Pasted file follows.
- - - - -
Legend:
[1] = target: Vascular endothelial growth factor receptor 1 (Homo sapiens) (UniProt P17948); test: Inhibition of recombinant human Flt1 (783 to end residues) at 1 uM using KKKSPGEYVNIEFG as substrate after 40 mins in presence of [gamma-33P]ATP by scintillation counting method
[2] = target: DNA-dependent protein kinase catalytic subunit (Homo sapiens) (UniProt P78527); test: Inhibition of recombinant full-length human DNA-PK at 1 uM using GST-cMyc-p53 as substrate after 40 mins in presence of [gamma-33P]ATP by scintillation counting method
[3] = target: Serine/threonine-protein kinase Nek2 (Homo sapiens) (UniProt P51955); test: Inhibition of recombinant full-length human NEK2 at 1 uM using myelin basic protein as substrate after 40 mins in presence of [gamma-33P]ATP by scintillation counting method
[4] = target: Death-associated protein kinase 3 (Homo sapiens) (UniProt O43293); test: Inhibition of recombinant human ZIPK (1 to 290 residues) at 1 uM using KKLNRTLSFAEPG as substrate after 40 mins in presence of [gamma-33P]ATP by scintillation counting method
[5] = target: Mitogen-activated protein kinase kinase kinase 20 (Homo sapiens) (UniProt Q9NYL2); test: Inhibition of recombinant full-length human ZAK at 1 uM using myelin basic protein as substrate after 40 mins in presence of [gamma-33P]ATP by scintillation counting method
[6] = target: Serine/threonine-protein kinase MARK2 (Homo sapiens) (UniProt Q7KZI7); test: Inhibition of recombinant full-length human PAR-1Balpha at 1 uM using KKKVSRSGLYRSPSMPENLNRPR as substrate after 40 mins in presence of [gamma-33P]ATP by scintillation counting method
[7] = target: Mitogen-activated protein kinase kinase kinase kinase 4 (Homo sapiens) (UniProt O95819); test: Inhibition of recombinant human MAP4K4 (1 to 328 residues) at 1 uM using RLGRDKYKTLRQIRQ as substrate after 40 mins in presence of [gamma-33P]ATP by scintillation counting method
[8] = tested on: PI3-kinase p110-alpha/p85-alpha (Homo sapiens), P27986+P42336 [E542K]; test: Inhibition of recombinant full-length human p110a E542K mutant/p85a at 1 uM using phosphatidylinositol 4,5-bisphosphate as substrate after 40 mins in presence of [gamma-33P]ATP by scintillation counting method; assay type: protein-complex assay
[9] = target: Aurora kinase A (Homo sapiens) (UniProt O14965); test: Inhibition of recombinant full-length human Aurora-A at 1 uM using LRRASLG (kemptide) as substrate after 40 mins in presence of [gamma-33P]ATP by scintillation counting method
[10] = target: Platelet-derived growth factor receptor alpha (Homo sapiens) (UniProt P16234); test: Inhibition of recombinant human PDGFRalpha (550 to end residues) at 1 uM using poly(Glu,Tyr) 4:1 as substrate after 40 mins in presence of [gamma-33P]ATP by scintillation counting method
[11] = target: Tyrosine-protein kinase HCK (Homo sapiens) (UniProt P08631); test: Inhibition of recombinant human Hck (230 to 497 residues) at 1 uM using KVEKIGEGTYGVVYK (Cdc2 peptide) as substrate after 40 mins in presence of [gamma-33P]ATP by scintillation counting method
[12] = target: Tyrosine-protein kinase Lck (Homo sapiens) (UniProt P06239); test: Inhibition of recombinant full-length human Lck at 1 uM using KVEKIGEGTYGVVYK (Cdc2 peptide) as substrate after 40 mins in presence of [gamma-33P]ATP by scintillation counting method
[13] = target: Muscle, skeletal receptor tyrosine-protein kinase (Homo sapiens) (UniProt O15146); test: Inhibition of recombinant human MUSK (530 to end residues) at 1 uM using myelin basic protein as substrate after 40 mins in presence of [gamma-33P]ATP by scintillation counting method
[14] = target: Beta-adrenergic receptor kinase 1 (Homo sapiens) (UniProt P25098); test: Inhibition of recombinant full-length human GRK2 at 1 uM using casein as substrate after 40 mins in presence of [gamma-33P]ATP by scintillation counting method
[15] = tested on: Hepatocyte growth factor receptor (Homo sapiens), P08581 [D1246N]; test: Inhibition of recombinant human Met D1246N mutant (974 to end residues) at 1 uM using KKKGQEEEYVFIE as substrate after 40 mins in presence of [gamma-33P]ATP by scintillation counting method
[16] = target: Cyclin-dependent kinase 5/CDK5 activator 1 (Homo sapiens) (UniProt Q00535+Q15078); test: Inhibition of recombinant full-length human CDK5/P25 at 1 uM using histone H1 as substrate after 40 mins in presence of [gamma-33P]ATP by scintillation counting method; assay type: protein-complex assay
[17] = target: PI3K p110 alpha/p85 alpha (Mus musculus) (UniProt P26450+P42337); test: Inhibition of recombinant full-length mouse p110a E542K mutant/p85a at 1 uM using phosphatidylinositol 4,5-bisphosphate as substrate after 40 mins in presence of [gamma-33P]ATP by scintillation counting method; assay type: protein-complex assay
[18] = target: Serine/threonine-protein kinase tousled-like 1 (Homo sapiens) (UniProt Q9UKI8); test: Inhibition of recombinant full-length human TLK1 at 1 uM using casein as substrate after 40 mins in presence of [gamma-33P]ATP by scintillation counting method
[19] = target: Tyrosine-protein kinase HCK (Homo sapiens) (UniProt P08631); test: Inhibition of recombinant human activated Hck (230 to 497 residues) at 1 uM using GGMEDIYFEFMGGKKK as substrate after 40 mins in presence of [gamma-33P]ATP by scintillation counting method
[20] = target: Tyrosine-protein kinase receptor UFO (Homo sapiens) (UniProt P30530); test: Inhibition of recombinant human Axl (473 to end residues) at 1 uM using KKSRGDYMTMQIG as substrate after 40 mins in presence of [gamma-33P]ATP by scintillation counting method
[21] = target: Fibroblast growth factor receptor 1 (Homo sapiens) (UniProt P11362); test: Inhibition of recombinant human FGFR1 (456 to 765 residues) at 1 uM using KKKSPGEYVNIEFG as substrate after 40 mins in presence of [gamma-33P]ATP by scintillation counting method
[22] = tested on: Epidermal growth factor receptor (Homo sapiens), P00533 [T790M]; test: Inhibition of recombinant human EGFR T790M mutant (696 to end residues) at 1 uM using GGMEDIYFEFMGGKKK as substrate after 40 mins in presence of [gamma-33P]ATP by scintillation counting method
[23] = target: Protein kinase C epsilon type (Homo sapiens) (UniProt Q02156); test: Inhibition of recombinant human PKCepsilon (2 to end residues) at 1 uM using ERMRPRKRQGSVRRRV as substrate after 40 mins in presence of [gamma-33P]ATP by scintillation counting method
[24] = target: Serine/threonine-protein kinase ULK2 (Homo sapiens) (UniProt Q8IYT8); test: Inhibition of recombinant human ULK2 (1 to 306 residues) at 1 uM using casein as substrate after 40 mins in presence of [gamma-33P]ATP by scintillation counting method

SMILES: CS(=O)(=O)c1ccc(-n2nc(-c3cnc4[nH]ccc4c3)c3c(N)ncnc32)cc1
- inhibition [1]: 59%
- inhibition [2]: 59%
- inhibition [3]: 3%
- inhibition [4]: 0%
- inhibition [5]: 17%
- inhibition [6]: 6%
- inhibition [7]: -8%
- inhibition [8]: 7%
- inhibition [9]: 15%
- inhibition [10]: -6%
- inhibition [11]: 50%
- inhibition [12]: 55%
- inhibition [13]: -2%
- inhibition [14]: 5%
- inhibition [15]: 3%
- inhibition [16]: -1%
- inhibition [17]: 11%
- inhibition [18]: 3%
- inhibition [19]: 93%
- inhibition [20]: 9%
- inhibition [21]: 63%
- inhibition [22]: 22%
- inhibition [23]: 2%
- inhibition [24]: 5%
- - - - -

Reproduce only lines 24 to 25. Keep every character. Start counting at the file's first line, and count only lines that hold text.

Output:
[23] = target: Protein kinase C epsilon type (Homo sapiens) (UniProt Q02156); test: Inhibition of recombinant human PKCepsilon (2 to end residues) at 1 uM using ERMRPRKRQGSVRRRV as substrate after 40 mins in presence of [gamma-33P]ATP by scintillation counting method
[24] = target: Serine/threonine-protein kinase ULK2 (Homo sapiens) (UniProt Q8IYT8); test: Inhibition of recombinant human ULK2 (1 to 306 residues) at 1 uM using casein as substrate after 40 mins in presence of [gamma-33P]ATP by scintillation counting method